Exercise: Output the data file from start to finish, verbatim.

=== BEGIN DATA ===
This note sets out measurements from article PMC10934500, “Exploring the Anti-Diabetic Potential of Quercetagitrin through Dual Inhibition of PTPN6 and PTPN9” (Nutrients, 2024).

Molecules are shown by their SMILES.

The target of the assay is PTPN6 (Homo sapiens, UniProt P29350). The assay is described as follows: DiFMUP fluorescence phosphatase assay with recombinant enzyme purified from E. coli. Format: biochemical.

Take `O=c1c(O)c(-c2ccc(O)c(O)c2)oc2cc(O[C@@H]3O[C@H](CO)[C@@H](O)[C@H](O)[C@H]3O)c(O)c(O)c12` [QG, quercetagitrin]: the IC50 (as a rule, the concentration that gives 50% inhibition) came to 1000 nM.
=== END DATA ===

This note sets out measurements from article PMC10934500, “Exploring the Anti-Diabetic Potential of Quercetagitrin through Dual Inhibition of PTPN6 and PTPN9” (Nutrients, 2024).

Molecules are shown by their SMILES.

The target of the assay is PTPN6 (Homo sapiens, UniProt P29350). The assay is described as follows: DiFMUP fluorescence phosphatase assay with recombinant enzyme purified from E. coli. Format: biochemical.

Take `O=c1c(O)c(-c2ccc(O)c(O)c2)oc2cc(O[C@@H]3O[C@H](CO)[C@@H](O)[C@H](O)[C@H]3O)c(O)c(O)c12` [QG, quercetagitrin]: the IC50 (as a rule, the concentration that gives 50% inhibition) came to 1000 nM.